Real estate income is attractive. They’re real assets producing stable cash flows. Here are some of the highest-yielding Canadian real estate investment trusts (REITs). Can you trust their big dividends?
Before anyone dings me on my use of the word dividends as a simplification for cash distribution, I should explain that REITs pay out cash distributions that are similar to but taxed differently than dividends. I’ll explain more at the end.
First, let’s hear the big-dividend REITs.
A healthcare properties REIT yielding 6.2%
NorthWest Healthcare Properties REIT’s (TSX:NWH.UN) dividend is probably safe, even though its adjusted funds from operations (FFO) payout ratio is sort of high at about 87%. First, it has a large $8.3 billion asset portfolio across seven countries, including hospitals, healthcare facilities, and medical office buildings, diversified across 190 properties.
Second, its assets are largely essential. Therefore, the REIT has maintained high occupancies. Its recent occupancy is 96.7%. Third, its weighted average lease expiry is about 14 years. That’s super long! Combining the long lease expiry with the embedded inflation escalations for more than three-quarters of its rents, NorthWest Healthcare Properties REIT’s cash flows are set up to be very stable.
The dividend stock is just experiencing a pullback, which could be a great time to consider buying. At writing, it provides a yield of 6.2%.
Be careful with this retail REIT
Based in Toronto, Slate is a global alternative asset manager focused on real estate. The story goes that it entered the grocery-anchored real estate sector in the U.S. after the financial crisis and acquired decent real estate with quality tenants at discounted valuations.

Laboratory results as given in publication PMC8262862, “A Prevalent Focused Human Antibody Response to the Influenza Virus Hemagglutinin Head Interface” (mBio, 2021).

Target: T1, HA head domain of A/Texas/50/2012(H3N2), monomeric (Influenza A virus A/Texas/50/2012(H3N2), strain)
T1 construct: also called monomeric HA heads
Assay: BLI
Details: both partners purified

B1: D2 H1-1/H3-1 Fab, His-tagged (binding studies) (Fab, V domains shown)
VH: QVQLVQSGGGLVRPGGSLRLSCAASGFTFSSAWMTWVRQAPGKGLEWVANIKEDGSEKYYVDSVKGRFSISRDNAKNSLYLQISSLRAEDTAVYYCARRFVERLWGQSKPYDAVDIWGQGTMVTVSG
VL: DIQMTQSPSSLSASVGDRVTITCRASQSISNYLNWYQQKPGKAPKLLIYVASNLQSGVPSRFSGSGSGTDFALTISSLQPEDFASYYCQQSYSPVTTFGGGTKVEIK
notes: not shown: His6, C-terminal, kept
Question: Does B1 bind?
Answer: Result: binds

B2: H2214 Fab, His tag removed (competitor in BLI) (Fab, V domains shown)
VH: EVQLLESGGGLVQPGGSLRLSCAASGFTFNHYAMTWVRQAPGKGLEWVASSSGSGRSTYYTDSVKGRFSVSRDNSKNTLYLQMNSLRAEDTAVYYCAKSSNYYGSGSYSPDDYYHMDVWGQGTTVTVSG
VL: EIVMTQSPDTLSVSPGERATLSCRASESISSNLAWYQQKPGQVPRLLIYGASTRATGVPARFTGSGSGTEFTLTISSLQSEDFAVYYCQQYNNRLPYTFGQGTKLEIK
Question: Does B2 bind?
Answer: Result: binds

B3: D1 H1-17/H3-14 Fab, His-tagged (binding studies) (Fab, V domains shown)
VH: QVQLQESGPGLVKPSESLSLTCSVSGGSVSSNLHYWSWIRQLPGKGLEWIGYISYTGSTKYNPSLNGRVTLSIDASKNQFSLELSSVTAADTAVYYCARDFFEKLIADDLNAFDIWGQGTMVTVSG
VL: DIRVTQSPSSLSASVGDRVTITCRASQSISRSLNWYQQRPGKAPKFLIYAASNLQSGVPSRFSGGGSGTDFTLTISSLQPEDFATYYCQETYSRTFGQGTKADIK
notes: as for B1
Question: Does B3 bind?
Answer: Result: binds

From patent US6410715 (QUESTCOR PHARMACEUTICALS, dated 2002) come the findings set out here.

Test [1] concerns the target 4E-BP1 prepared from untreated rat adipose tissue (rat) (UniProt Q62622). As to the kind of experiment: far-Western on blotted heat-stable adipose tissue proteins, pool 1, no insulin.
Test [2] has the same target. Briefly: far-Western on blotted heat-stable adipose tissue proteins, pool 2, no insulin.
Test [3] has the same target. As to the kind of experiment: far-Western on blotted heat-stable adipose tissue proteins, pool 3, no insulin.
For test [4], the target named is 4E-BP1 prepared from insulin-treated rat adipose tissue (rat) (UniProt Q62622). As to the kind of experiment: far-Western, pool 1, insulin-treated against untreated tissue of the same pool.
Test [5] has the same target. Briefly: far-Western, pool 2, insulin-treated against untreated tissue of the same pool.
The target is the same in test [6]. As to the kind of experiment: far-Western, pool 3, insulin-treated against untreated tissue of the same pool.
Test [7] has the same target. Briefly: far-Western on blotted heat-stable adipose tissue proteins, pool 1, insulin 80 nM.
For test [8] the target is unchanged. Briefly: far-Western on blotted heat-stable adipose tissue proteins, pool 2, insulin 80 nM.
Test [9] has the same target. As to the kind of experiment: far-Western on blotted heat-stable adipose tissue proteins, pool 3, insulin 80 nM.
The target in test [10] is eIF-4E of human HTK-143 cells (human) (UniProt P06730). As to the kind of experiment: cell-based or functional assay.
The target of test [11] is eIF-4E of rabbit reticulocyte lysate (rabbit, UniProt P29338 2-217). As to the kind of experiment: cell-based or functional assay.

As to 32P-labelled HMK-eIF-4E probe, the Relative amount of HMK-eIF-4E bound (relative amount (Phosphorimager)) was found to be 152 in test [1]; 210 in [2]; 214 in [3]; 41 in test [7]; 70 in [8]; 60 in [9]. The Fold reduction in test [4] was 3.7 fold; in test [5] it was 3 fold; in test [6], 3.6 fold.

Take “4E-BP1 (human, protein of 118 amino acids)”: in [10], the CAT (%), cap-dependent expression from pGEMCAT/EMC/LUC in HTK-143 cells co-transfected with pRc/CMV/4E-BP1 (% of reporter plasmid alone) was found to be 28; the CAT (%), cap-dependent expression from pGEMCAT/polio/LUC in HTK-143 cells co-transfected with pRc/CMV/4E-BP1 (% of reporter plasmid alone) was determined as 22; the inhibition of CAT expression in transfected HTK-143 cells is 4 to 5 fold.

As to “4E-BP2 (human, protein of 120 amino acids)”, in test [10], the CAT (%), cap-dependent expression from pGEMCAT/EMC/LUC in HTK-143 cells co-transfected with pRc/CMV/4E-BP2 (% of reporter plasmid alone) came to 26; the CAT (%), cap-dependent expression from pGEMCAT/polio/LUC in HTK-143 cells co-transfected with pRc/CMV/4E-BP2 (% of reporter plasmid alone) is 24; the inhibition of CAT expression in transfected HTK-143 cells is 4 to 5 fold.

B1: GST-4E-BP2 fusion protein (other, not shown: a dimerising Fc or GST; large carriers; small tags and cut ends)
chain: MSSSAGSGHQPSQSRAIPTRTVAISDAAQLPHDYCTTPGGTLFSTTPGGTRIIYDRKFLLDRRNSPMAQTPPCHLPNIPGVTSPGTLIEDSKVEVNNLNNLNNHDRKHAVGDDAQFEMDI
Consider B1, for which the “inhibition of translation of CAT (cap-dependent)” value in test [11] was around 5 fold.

Investors can invest specifically in Slate Grocery REIT (TSX:SGR.U) today. Its portfolio consists of about 106 properties totaling US$2 billion in assets across 23 states. It’s important to point out that it owns and operates a U.S. retail real estate portfolio that is 98% anchored by grocery stores. Its top grocery tenants, including Kroger and Walmart, are no strangers to investors.
About 68% of the REIT’s base rent comes from essential tenants, and about 39% come from grocery tenants. The idea is that grocery-anchored properties and retailers offering essential services drive foot traffic for the neighbouring retailers as well.
Slate Grocery REIT offers a high yield of almost 8.4% today. However, its recent adjusted FFO payout ratio of over 100% is a concern, as it could lead to a dividend cut if it gets a hit in its FFO. Other than the dividend cut risk, the dividend stock is also not cheap. Interested total-return investors could be smart to wait for a more attractive entry point at below $11 per unit.
REIT’s cash distribution
In non-registered accounts, the return of capital portion of REIT cash distributions reduces the cost basis. The return of capital is tax deferred until unitholders sell or their adjusted cost basis turns negative.
REIT distributions can also contain other income, capital gains, and foreign non-business income. Other income and foreign non-business income are taxed at your marginal tax rate, while capital gains are taxed at half your marginal tax rate.
The Foolish investor takeaway
Between NorthWest Healthcare Properties REIT and Slate Grocery REIT, the former seems to be the safer option for high income. NWH.UN’s stock and dividend have a better margin of safety for investors seeking high income this month.